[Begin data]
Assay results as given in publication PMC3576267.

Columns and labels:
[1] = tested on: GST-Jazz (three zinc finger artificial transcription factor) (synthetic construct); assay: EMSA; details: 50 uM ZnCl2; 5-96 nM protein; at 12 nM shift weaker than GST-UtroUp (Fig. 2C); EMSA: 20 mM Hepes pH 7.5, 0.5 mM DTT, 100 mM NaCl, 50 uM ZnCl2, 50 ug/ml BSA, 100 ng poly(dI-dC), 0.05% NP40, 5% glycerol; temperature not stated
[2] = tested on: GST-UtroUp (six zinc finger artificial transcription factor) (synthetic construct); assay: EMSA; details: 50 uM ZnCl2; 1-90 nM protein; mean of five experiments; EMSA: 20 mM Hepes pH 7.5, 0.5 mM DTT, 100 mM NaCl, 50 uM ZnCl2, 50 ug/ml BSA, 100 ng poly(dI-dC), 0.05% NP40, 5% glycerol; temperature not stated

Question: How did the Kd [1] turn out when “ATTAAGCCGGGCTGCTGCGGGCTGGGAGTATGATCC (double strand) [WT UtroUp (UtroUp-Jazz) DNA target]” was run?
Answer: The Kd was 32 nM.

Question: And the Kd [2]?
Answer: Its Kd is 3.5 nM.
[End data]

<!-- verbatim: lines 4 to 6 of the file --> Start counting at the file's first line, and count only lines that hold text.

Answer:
[2] = tested on: GST-UtroUp (six zinc finger artificial transcription factor) (synthetic construct); assay: EMSA; details: 50 uM ZnCl2; 1-90 nM protein; mean of five experiments; EMSA: 20 mM Hepes pH 7.5, 0.5 mM DTT, 100 mM NaCl, 50 uM ZnCl2, 50 ug/ml BSA, 100 ng poly(dI-dC), 0.05% NP40, 5% glycerol; temperature not stated

Question: How did the Kd [1] turn out when “ATTAAGCCGGGCTGCTGCGGGCTGGGAGTATGATCC (double strand) [WT UtroUp (UtroUp-Jazz) DNA target]” was run?
Answer: The Kd was 32 nM.